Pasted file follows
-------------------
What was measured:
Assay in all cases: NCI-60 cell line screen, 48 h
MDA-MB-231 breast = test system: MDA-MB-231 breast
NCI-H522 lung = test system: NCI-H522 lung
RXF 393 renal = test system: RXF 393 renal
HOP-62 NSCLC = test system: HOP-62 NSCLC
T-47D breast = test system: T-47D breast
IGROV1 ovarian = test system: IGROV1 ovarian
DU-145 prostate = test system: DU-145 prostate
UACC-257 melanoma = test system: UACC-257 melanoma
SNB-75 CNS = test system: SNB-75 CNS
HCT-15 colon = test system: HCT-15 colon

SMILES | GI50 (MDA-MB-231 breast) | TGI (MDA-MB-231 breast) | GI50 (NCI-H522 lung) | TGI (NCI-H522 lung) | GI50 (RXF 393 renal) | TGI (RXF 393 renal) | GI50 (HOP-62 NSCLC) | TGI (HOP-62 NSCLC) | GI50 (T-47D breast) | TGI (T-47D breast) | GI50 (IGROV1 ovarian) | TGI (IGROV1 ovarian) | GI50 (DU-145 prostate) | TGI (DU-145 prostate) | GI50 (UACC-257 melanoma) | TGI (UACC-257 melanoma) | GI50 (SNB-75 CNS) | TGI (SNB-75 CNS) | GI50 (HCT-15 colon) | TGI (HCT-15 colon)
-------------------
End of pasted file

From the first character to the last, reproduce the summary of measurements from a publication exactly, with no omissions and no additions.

What was measured:
Assay in all cases: NCI-60 cell line screen, 48 h
MDA-MB-231 breast = test system: MDA-MB-231 breast
NCI-H522 lung = test system: NCI-H522 lung
RXF 393 renal = test system: RXF 393 renal
HOP-62 NSCLC = test system: HOP-62 NSCLC
T-47D breast = test system: T-47D breast
IGROV1 ovarian = test system: IGROV1 ovarian
DU-145 prostate = test system: DU-145 prostate
UACC-257 melanoma = test system: UACC-257 melanoma
SNB-75 CNS = test system: SNB-75 CNS
HCT-15 colon = test system: HCT-15 colon

SMILES | GI50 (MDA-MB-231 breast) | TGI (MDA-MB-231 breast) | GI50 (NCI-H522 lung) | TGI (NCI-H522 lung) | GI50 (RXF 393 renal) | TGI (RXF 393 renal) | GI50 (HOP-62 NSCLC) | TGI (HOP-62 NSCLC) | GI50 (T-47D breast) | TGI (T-47D breast) | GI50 (IGROV1 ovarian) | TGI (IGROV1 ovarian) | GI50 (DU-145 prostate) | TGI (DU-145 prostate) | GI50 (UACC-257 melanoma) | TGI (UACC-257 melanoma) | GI50 (SNB-75 CNS) | TGI (SNB-75 CNS) | GI50 (HCT-15 colon) | TGI (HCT-15 colon)